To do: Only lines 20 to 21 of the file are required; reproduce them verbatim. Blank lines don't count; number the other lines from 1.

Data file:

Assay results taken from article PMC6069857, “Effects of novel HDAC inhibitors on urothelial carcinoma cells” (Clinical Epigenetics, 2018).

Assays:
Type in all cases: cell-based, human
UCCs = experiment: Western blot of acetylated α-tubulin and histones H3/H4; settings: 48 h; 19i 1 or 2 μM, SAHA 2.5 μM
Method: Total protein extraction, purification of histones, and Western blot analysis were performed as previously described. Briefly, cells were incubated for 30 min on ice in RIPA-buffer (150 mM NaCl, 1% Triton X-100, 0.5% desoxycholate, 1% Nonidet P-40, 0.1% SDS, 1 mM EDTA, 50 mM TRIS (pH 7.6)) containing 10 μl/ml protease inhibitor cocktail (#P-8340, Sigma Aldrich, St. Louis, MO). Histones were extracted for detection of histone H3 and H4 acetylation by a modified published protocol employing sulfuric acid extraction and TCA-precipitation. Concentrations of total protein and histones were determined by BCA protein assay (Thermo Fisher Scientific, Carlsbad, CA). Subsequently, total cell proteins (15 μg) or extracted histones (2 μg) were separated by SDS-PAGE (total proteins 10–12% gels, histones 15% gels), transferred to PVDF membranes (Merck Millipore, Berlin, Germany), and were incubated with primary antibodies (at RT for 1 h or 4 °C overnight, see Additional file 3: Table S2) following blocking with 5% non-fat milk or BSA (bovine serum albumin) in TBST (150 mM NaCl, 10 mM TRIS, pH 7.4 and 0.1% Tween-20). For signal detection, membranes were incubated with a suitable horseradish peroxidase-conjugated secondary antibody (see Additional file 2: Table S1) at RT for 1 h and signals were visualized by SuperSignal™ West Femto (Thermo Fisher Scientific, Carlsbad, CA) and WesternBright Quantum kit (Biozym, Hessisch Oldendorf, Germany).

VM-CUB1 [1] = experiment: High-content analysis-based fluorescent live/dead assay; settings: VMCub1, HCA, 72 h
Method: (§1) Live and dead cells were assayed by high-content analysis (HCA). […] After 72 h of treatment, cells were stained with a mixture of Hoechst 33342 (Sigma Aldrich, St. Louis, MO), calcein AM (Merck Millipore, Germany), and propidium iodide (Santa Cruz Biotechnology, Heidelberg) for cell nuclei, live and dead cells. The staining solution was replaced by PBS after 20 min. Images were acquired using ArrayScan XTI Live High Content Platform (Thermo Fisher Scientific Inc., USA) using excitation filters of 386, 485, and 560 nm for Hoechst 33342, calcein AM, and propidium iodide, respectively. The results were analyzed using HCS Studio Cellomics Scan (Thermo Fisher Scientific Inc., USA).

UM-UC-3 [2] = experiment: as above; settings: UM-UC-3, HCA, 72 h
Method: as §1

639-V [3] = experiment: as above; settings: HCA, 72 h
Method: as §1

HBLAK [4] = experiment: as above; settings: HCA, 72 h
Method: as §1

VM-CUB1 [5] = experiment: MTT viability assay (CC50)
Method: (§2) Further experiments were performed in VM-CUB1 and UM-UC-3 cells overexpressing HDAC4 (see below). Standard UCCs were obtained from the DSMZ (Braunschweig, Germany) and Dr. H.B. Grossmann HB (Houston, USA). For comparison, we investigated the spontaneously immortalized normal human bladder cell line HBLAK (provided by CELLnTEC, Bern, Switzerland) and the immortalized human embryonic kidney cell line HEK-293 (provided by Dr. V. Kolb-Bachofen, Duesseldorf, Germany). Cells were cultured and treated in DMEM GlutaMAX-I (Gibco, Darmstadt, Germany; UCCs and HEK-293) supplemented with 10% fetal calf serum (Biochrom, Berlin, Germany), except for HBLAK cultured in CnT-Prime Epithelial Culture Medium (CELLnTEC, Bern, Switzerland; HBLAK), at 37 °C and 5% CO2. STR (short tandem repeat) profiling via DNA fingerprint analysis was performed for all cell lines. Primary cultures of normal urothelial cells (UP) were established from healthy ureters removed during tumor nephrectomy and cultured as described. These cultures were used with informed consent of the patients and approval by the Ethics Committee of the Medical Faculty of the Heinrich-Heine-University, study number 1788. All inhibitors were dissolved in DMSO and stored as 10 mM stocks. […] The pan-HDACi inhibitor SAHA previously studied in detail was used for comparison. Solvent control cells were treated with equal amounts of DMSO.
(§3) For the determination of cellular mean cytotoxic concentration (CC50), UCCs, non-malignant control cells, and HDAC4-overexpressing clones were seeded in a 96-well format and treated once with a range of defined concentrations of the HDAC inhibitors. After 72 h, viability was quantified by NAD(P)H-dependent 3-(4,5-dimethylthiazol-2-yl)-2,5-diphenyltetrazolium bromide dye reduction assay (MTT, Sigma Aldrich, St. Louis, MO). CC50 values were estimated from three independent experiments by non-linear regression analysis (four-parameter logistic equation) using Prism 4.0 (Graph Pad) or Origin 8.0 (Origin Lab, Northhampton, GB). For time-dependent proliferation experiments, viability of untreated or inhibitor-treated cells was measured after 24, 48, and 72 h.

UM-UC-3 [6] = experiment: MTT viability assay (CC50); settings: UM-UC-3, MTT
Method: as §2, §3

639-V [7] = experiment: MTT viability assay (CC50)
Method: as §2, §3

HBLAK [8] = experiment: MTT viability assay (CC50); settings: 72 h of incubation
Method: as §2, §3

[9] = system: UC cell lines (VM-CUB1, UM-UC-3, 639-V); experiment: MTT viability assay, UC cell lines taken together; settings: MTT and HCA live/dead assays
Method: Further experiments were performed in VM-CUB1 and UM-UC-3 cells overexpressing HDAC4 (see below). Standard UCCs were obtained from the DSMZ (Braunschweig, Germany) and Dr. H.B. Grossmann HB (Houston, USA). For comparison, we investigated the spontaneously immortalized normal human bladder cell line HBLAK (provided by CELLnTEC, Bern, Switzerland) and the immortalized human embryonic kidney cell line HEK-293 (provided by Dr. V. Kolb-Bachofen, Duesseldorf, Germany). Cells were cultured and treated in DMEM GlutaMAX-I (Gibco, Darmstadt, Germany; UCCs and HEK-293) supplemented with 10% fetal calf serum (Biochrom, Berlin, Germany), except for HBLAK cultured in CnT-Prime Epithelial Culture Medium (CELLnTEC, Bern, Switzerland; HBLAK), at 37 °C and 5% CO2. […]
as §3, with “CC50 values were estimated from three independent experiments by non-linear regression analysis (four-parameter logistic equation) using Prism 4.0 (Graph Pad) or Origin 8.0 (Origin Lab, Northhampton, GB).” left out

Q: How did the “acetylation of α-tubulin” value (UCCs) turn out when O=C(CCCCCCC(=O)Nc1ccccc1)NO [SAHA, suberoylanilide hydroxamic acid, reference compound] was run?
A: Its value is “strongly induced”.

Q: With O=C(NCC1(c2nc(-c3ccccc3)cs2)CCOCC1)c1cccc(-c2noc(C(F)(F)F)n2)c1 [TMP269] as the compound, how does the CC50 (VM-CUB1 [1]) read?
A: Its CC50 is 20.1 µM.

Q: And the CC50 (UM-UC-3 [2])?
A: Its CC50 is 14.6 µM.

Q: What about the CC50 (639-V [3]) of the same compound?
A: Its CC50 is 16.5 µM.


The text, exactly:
Method: as §2, §3

HBLAK [8] = experiment: MTT viability assay (CC50); settings: 72 h of incubation